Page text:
reports on politics and border affairs from the Texas-Mexico border. His focuses include immigration reform and enforcement, voter ID, international trade, border security, and the drug trade. His political coverage has included local, legislative and congressional races in Texas, as well as local and national elections in Mexico. Before joining the Tribune, he was a freelance writer for the Fort Worth Weekly; a government and crime reporter for the Laredo Morning Times; and a political writer for the Rio Grande Guardian. A native of El Paso, he has a bachelor's degree in English from the University of Texas and a master's degree in journalism from the Frank W. Mayborn Graduate Institute of Journalism at the University of North Texas.
"We funded the initial down payment of $1.6 billion," Trump said of border wall funding Friday. "We’re going to be starting work – literally – on Monday on not only some new wall ... but also fixing existing walls.”
The plaintiffs in the case include a Haitian ethics teacher fleeing political persecution, a Honduran national who alleges persecution for being gay and asylum seekers from Mexico, El Salvador, Venezuela and Cuba.
Two Democratic Hispanic women – former El Paso County Judge Veronica Escobar and state Sen. Sylvia Garcia of Houston – just declared victory in open congressional races and are widely expected to win the seats outright in November.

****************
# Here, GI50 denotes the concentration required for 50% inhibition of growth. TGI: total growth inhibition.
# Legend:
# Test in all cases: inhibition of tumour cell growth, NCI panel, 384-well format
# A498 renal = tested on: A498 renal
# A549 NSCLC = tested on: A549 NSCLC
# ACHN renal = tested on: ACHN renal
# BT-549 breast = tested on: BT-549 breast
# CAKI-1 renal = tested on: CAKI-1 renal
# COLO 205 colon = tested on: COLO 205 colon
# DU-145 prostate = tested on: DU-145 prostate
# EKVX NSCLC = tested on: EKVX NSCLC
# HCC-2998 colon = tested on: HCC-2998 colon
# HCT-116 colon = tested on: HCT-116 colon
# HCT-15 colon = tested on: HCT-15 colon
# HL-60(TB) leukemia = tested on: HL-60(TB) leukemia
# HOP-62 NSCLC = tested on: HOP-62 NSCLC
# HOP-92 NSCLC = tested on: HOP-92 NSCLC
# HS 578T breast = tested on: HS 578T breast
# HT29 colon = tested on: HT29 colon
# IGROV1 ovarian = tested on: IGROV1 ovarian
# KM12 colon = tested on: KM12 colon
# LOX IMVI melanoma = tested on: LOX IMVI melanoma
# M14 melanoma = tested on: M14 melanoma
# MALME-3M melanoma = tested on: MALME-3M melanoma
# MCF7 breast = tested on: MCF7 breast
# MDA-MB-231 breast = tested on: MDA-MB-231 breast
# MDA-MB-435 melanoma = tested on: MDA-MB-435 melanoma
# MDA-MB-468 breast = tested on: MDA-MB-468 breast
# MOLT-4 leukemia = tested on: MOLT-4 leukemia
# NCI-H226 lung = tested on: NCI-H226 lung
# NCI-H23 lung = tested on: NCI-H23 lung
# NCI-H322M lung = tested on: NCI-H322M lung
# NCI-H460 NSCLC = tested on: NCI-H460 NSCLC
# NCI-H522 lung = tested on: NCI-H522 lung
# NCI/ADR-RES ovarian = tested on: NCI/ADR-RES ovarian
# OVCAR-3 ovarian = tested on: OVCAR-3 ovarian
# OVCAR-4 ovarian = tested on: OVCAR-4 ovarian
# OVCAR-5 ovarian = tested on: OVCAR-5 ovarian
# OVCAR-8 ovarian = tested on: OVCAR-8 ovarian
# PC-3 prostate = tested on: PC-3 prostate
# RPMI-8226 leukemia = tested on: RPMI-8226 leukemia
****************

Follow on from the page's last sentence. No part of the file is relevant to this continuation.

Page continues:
Though the DACA program is still in effect, thousands demonstrated in El Paso and elsewhere across the country to demand Congress come up with a legislative fix to protect the young undocumented immigrants known as "Dreamers."
U.S. District Judge Gonzalo Curiel, who President Donald Trump once asserted could not be fair to him because of Curiel's Mexican heritage, has ruled in favor of the White House in a lawsuit over construction of a border wall.
For the fourth time in as many election cycles, state Rep. Mary González is battling it out on the campaign trail. Her opponent, MarySue Femath, hopes to make history by being the first Native American elected to the Texas Legislature.
Federal legislation to protect young undocumented immigrants and bolster border security is again at a standstill after the U.S. Senate on Thursday failed to advance any of four proposals on the issue.